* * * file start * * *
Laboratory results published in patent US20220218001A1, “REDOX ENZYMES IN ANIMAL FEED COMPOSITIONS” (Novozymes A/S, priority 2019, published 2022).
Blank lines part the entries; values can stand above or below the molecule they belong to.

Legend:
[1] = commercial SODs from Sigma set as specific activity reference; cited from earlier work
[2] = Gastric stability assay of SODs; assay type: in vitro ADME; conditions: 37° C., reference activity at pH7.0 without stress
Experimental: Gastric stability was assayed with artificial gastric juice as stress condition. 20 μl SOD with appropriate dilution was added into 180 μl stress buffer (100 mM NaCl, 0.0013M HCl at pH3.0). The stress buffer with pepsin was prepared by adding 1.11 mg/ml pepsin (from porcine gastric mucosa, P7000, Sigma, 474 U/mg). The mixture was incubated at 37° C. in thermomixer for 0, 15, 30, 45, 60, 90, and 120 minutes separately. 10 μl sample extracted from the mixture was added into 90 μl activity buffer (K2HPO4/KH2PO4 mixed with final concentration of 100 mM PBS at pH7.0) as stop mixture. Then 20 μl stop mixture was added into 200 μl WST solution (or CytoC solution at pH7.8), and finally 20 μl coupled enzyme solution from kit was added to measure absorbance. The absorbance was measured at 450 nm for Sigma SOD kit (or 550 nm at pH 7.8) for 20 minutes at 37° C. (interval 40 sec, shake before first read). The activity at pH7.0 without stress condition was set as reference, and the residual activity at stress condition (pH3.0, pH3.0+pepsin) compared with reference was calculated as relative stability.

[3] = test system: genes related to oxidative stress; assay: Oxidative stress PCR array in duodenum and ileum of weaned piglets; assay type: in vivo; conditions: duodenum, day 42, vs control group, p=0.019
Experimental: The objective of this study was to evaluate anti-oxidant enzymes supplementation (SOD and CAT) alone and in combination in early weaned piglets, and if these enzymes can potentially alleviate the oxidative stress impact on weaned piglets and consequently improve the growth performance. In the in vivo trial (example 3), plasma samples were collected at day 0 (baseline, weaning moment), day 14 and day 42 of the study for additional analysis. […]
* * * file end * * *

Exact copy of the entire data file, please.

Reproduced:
Laboratory results published in patent US20220218001A1, “REDOX ENZYMES IN ANIMAL FEED COMPOSITIONS” (Novozymes A/S, priority 2019, published 2022).
Blank lines part the entries; values can stand above or below the molecule they belong to.

Legend:
[1] = commercial SODs from Sigma set as specific activity reference; cited from earlier work
[2] = Gastric stability assay of SODs; assay type: in vitro ADME; conditions: 37° C., reference activity at pH7.0 without stress
Experimental: Gastric stability was assayed with artificial gastric juice as stress condition. 20 μl SOD with appropriate dilution was added into 180 μl stress buffer (100 mM NaCl, 0.0013M HCl at pH3.0). The stress buffer with pepsin was prepared by adding 1.11 mg/ml pepsin (from porcine gastric mucosa, P7000, Sigma, 474 U/mg). The mixture was incubated at 37° C. in thermomixer for 0, 15, 30, 45, 60, 90, and 120 minutes separately. 10 μl sample extracted from the mixture was added into 90 μl activity buffer (K2HPO4/KH2PO4 mixed with final concentration of 100 mM PBS at pH7.0) as stop mixture. Then 20 μl stop mixture was added into 200 μl WST solution (or CytoC solution at pH7.8), and finally 20 μl coupled enzyme solution from kit was added to measure absorbance. The absorbance was measured at 450 nm for Sigma SOD kit (or 550 nm at pH 7.8) for 20 minutes at 37° C. (interval 40 sec, shake before first read). The activity at pH7.0 without stress condition was set as reference, and the residual activity at stress condition (pH3.0, pH3.0+pepsin) compared with reference was calculated as relative stability.

[3] = test system: genes related to oxidative stress; assay: Oxidative stress PCR array in duodenum and ileum of weaned piglets; assay type: in vivo; conditions: duodenum, day 42, vs control group, p=0.019
Experimental: The objective of this study was to evaluate anti-oxidant enzymes supplementation (SOD and CAT) alone and in combination in early weaned piglets, and if these enzymes can potentially alleviate the oxidative stress impact on weaned piglets and consequently improve the growth performance. In the in vivo trial (example 3), plasma samples were collected at day 0 (baseline, weaning moment), day 14 and day 42 of the study for additional analysis. […]